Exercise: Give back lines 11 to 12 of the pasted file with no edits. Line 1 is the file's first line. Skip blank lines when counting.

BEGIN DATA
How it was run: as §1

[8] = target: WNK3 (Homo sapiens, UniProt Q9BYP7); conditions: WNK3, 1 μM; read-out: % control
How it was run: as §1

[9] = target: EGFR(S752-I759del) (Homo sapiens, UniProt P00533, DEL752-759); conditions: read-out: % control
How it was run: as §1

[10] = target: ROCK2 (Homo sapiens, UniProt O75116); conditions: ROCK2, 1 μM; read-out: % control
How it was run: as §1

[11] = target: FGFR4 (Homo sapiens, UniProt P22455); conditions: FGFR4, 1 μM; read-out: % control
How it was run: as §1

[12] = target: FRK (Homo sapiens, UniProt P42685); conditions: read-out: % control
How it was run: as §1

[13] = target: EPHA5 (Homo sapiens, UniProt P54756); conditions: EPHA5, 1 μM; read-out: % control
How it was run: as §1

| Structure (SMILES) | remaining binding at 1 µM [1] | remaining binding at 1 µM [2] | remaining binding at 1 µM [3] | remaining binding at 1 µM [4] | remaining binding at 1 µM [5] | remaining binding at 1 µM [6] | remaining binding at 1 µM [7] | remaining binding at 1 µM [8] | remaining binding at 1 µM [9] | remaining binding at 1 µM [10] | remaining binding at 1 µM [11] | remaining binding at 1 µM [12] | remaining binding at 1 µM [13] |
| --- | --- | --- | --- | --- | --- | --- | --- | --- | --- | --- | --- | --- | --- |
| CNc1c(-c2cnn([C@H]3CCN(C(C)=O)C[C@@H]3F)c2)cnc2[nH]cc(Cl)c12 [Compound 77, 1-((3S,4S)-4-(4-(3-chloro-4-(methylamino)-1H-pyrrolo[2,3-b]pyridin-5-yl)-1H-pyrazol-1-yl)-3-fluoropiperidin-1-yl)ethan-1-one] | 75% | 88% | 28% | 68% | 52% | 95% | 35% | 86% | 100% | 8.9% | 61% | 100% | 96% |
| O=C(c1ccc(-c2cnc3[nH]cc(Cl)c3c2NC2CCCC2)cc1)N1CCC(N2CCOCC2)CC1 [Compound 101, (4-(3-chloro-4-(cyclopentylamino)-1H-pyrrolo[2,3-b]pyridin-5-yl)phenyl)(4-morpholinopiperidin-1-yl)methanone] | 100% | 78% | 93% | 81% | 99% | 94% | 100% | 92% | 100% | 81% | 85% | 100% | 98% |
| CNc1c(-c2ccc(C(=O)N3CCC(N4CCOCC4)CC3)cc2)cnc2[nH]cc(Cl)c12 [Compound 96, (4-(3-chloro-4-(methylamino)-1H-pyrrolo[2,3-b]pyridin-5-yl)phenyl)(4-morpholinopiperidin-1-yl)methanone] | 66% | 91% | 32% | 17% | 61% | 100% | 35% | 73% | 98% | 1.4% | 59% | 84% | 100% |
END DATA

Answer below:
How it was run: as §1

[13] = target: EPHA5 (Homo sapiens, UniProt P54756); conditions: EPHA5, 1 μM; read-out: % control